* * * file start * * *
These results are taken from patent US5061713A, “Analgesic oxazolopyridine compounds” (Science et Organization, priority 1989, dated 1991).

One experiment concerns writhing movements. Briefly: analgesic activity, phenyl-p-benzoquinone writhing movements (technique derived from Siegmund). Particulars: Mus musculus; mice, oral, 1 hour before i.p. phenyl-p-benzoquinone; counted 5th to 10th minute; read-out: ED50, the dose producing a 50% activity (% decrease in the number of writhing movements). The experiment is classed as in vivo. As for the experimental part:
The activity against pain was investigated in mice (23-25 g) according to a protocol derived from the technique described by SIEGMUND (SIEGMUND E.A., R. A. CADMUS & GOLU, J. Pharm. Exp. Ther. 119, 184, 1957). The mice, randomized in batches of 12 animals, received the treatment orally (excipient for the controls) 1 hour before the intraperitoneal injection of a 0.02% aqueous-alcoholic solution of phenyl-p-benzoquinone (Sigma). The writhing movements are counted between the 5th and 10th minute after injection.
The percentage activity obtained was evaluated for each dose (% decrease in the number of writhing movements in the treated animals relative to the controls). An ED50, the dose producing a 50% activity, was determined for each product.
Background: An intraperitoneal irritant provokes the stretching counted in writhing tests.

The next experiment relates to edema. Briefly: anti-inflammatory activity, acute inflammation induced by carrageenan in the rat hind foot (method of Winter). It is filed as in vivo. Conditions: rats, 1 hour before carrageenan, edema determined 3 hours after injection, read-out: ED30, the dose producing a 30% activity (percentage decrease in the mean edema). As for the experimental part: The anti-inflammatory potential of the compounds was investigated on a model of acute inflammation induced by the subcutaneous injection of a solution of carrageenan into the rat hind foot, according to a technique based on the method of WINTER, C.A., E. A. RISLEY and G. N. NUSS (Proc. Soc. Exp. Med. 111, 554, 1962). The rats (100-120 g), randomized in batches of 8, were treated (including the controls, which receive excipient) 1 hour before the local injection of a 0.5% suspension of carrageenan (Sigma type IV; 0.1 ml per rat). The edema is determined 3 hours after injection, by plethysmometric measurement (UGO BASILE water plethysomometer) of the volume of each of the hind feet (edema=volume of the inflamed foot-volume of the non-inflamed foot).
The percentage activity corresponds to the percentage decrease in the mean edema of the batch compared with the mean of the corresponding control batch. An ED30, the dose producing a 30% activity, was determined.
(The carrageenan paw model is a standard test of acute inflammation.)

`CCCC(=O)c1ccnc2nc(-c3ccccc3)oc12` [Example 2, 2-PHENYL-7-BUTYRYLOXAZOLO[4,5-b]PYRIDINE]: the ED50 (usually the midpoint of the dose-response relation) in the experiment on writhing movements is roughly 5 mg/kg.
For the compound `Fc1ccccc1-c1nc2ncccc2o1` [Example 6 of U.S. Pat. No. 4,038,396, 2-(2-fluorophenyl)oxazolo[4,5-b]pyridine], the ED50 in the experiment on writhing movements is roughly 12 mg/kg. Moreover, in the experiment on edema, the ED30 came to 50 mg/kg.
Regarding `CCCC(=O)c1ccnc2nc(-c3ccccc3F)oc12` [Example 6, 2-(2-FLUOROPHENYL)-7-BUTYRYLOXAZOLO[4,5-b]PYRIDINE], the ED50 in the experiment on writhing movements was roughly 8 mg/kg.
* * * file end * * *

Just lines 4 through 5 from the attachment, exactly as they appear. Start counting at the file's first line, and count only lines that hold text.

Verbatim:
The percentage activity obtained was evaluated for each dose (% decrease in the number of writhing movements in the treated animals relative to the controls). An ED50, the dose producing a 50% activity, was determined for each product.
Background: An intraperitoneal irritant provokes the stretching counted in writhing tests.